11. basically it means that the insurance company didn’t waive their right to defend this gym–either that or carrier responded out of fear that ballys would sue them (generally the carrier does have the duty to pony up some defense costs.) Cases like these only go on, however, if the insurance carrier’s claims adjusters determine that the case has merits and has a shot of succeeding. In many cases on the bodily injury side of the spectrum, a carrier will choose to settle fairly quickly if it finds the case to be anything but ironclad and the demands to be for chump change ($24K).

    the legal costs incurred by the carrier ( or the insured) must have been far more than the $24K they paid out, if the case went on for 3 years. Their total incurred costs must be at least 3x times the award.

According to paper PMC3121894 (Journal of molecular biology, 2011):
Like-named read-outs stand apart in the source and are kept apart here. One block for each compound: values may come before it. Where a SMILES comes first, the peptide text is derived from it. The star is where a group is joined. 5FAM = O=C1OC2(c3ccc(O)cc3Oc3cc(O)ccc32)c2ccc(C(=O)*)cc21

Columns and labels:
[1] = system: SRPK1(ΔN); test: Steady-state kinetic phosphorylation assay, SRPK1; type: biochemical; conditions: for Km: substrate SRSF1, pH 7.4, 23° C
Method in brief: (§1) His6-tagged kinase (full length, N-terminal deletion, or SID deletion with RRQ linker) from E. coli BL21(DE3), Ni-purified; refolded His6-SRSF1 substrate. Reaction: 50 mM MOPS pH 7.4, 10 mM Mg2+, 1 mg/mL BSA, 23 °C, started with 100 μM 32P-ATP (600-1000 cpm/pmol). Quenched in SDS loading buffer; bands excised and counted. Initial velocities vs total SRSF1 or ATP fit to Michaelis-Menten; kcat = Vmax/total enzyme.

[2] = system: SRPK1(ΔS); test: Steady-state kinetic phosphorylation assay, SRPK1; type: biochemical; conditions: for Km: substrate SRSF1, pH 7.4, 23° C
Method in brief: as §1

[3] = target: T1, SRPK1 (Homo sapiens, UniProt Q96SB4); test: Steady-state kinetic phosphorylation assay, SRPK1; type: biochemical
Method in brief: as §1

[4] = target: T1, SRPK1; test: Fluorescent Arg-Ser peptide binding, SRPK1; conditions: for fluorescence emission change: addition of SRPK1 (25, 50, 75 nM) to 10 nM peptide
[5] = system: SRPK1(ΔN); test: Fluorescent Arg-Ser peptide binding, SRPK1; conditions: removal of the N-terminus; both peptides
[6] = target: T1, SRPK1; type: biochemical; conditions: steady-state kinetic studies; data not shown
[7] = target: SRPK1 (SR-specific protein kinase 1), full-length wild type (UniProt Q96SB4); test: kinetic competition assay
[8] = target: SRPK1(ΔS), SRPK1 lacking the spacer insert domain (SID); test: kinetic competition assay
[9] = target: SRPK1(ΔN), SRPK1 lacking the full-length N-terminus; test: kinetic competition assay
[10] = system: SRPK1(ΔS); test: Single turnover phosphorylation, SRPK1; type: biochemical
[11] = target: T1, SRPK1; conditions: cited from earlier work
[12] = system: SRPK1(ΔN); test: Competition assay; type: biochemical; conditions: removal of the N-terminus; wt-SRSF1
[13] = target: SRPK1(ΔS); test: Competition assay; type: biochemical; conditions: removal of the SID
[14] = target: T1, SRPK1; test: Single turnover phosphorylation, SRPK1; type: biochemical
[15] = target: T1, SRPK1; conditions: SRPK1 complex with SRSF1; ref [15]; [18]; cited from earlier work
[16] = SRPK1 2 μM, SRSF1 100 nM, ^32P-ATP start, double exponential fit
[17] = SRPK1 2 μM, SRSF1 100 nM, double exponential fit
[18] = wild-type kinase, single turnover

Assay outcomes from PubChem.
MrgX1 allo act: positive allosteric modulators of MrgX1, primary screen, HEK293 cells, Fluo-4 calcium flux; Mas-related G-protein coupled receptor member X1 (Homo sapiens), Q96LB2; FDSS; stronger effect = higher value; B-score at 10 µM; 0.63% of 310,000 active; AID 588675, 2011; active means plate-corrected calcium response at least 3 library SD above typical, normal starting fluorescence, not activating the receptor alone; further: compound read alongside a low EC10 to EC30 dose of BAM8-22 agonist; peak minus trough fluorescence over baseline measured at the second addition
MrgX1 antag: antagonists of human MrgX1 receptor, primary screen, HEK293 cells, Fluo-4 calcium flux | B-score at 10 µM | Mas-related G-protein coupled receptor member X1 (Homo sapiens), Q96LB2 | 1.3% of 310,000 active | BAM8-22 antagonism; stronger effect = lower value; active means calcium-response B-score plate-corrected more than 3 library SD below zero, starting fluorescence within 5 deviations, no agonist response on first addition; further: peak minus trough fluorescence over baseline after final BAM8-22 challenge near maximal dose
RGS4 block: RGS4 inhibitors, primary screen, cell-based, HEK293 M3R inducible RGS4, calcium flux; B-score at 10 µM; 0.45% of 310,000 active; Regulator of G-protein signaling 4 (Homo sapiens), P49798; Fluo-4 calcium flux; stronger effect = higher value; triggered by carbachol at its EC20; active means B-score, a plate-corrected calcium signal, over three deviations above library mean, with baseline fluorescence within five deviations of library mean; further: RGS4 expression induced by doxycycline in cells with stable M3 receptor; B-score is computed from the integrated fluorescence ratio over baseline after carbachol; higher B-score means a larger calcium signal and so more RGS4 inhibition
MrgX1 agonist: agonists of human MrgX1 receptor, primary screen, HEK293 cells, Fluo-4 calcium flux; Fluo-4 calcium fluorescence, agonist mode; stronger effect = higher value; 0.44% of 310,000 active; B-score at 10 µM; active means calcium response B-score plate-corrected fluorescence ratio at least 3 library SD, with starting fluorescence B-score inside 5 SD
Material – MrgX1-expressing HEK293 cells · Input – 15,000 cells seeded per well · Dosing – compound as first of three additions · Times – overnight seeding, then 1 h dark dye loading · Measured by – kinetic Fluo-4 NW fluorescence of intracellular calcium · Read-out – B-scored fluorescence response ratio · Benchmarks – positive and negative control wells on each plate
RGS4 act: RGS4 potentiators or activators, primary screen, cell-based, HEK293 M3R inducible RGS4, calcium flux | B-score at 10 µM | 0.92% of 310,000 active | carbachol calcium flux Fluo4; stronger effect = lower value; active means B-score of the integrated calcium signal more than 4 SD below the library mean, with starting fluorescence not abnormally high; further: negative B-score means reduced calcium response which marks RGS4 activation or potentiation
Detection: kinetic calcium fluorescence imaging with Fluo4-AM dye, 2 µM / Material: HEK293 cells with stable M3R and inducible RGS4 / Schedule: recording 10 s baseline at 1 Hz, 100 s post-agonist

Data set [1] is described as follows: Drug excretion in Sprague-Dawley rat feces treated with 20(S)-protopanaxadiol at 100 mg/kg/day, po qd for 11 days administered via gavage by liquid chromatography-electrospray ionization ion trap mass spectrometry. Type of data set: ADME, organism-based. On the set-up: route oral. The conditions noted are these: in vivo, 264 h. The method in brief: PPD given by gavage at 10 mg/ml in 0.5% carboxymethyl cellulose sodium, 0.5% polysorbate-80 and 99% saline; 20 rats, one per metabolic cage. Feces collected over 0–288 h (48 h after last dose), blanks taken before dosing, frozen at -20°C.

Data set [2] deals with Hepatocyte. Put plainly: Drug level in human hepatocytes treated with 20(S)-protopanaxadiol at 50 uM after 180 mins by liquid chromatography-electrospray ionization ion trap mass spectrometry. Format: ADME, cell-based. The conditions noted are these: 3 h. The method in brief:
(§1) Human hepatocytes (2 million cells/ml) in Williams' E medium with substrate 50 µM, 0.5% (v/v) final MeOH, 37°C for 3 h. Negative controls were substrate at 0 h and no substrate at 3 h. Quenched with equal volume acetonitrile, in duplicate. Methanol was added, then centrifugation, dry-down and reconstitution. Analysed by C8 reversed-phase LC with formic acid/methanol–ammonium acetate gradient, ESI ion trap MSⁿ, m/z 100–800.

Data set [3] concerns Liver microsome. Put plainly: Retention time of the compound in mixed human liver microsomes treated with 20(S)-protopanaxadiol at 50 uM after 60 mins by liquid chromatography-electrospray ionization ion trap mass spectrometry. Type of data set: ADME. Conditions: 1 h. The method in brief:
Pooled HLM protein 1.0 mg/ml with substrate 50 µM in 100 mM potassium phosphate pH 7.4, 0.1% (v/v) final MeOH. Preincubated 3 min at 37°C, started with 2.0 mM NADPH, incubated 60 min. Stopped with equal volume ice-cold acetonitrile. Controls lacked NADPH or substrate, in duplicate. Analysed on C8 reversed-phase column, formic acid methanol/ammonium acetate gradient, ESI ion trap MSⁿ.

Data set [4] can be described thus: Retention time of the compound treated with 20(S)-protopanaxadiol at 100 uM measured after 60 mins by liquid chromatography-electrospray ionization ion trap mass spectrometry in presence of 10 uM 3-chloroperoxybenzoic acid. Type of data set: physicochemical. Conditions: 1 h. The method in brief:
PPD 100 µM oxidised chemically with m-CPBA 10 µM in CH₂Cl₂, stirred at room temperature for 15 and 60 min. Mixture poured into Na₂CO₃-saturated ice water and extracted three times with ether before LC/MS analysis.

Basically somebody in claims is going “somebody gonna get a hurt real bad.”

  12. It is disappointing to hear about these kinds of situations still taking place. Bally’s should be happy to get a diverse group of employees. I don’t think I will purchase any of Bally’s products or services for some time.

  13. the legal costs incurred by the carrier ( or the insured) must have been far more than the $24K they paid out, if the case went on for 3 years. Their total incurred costs must be at least 3x times the award.

    Actually, I don’t think the case was finally filed in court until recently, but I don’t know when the EEOC first took it up. I know they tried to settle it via negotiation first.

  14. Bally’s sucks. And there’s even a url by that name!

    Bally’s has alot of lawsuits against it for cheating patrons ( i also got dooped ).

    The Bally’s I was at though had a very Arab, very Muslim, very HOT fitness trainer. That did not compensate however for the BS I went through with that company.

    Now they plan on opening centers in India so they can cheat the Indian people as well. That’s one of the drawbacks of a blossoming economy — credit cards and scams.